303-398-1002
National Jewish Health
Source:Eurekalert

Related biology news :

1. Purdue researchers reveal role of protein mutation in Parkinsons disease
2. UVic researchers among presenters at global science conference
3. Researchers develop better control for DNA-based computations
4. Researchers warn nanoparticles in food, vitamins could harm human health
5. Worlds top technology researchers coming to Queens for TEI 2012
6. Researchers make living model of brain tumor
7. MDC researchers reveal molecular mechanism underlying severe anomalies of the forebrain
8. Grass to gas: UGA researchers genome map speeds biofuel development
9. Researchers develop new method for creating tissue engineering scaffolds
10. No entry without protein recycling: RUB researchers discover new coherence in enzyme transport
11. Biodiversity enhances ecosystems global drylands -- Ben-Gurion U researchers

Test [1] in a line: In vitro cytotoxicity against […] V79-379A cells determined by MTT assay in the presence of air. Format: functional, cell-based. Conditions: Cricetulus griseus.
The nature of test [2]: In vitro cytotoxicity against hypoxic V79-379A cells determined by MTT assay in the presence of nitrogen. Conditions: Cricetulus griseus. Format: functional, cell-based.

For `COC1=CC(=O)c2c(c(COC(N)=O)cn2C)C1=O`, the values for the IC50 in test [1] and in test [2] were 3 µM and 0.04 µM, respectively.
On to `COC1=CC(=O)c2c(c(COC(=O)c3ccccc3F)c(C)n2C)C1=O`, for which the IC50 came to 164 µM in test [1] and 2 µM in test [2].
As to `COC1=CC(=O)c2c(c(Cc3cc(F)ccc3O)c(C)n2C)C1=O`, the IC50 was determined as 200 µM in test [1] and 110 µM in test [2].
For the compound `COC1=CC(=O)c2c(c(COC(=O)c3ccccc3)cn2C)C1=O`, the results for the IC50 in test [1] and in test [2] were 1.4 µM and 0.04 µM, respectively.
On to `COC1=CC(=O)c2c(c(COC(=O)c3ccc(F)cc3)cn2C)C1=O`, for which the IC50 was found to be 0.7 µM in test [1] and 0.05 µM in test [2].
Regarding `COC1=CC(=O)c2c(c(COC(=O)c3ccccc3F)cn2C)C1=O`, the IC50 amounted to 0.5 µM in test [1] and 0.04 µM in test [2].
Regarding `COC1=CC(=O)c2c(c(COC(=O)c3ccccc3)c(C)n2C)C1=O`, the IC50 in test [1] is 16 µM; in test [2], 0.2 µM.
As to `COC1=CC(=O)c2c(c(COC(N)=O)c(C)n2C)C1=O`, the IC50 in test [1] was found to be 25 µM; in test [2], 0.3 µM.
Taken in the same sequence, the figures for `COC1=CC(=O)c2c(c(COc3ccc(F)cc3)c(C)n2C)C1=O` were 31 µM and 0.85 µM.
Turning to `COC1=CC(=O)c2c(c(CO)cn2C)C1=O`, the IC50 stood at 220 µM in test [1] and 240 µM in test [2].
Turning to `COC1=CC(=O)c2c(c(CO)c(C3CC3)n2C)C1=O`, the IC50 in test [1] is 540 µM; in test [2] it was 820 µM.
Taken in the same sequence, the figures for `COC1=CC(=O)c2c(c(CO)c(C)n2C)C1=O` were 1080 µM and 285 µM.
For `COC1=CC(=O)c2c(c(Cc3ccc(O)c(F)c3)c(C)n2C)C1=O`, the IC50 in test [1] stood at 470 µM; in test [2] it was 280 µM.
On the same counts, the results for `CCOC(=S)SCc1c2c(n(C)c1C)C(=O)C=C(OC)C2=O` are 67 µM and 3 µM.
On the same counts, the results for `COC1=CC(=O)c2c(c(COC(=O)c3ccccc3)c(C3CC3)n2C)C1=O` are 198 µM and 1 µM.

Post Your Comments:
*Name:
*Comment:
*Email:
(Date:4/26/2016)... DUBLIN , April 27, 2016 ... of the  "Global Multi-modal Biometrics Market 2016-2020"  report ... ) , The analysts forecast ... a CAGR of 15.49% during the period 2016-2020.  ... a number of sectors such as the healthcare, ...
(Date:4/15/2016)...  A new partnership announced today will help ... in a fraction of the time it takes ... life insurance policies to consumers without requiring inconvenient ... Diagnostics, rapid testing (A1C, Cotinine and HIV) and ... weight, pulse, BMI, and activity data) available at ...